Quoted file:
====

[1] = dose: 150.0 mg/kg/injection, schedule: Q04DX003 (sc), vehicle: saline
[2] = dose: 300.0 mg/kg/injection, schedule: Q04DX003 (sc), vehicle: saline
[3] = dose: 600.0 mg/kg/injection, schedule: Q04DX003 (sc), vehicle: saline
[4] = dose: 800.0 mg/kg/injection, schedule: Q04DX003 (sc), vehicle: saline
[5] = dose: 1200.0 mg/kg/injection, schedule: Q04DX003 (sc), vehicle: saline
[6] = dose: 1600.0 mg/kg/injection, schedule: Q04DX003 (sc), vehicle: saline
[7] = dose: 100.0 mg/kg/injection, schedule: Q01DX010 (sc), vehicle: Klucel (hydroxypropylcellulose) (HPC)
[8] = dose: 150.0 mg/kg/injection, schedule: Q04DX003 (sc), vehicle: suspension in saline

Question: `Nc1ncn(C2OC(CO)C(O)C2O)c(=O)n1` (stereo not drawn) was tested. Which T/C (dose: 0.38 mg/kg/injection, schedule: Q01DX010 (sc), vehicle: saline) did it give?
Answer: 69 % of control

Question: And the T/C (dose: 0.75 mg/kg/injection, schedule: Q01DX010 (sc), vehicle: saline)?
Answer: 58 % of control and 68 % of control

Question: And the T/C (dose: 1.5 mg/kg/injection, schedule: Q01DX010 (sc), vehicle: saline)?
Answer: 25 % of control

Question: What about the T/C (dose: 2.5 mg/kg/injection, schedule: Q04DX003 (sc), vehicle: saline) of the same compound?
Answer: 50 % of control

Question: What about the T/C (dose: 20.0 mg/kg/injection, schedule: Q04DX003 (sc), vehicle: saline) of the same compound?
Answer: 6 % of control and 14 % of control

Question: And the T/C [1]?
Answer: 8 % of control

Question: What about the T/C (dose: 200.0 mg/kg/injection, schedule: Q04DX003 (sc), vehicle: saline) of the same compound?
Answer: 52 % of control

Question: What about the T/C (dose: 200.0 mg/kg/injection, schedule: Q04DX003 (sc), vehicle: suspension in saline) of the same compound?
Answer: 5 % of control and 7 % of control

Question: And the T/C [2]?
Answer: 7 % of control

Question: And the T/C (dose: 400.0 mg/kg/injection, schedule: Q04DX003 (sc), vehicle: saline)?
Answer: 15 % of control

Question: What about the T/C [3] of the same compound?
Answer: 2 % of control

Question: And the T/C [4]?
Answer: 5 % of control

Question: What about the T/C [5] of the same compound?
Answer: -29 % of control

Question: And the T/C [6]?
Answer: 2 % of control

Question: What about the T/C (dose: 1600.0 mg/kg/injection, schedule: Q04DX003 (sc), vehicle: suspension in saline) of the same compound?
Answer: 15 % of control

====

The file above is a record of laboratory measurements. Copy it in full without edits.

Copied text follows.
[1] = dose: 150.0 mg/kg/injection, schedule: Q04DX003 (sc), vehicle: saline
[2] = dose: 300.0 mg/kg/injection, schedule: Q04DX003 (sc), vehicle: saline
[3] = dose: 600.0 mg/kg/injection, schedule: Q04DX003 (sc), vehicle: saline
[4] = dose: 800.0 mg/kg/injection, schedule: Q04DX003 (sc), vehicle: saline
[5] = dose: 1200.0 mg/kg/injection, schedule: Q04DX003 (sc), vehicle: saline
[6] = dose: 1600.0 mg/kg/injection, schedule: Q04DX003 (sc), vehicle: saline
[7] = dose: 100.0 mg/kg/injection, schedule: Q01DX010 (sc), vehicle: Klucel (hydroxypropylcellulose) (HPC)
[8] = dose: 150.0 mg/kg/injection, schedule: Q04DX003 (sc), vehicle: suspension in saline

Question: `Nc1ncn(C2OC(CO)C(O)C2O)c(=O)n1` (stereo not drawn) was tested. Which T/C (dose: 0.38 mg/kg/injection, schedule: Q01DX010 (sc), vehicle: saline) did it give?
Answer: 69 % of control

Question: And the T/C (dose: 0.75 mg/kg/injection, schedule: Q01DX010 (sc), vehicle: saline)?
Answer: 58 % of control and 68 % of control

Question: And the T/C (dose: 1.5 mg/kg/injection, schedule: Q01DX010 (sc), vehicle: saline)?
Answer: 25 % of control

Question: What about the T/C (dose: 2.5 mg/kg/injection, schedule: Q04DX003 (sc), vehicle: saline) of the same compound?
Answer: 50 % of control

Question: What about the T/C (dose: 20.0 mg/kg/injection, schedule: Q04DX003 (sc), vehicle: saline) of the same compound?
Answer: 6 % of control and 14 % of control

Question: And the T/C [1]?
Answer: 8 % of control

Question: What about the T/C (dose: 200.0 mg/kg/injection, schedule: Q04DX003 (sc), vehicle: saline) of the same compound?
Answer: 52 % of control

Question: What about the T/C (dose: 200.0 mg/kg/injection, schedule: Q04DX003 (sc), vehicle: suspension in saline) of the same compound?
Answer: 5 % of control and 7 % of control

Question: And the T/C [2]?
Answer: 7 % of control

Question: And the T/C (dose: 400.0 mg/kg/injection, schedule: Q04DX003 (sc), vehicle: saline)?
Answer: 15 % of control

Question: What about the T/C [3] of the same compound?
Answer: 2 % of control

Question: And the T/C [4]?
Answer: 5 % of control

Question: What about the T/C [5] of the same compound?
Answer: -29 % of control

Question: And the T/C [6]?
Answer: 2 % of control

Question: What about the T/C (dose: 1600.0 mg/kg/injection, schedule: Q04DX003 (sc), vehicle: suspension in saline) of the same compound?
Answer: 15 % of control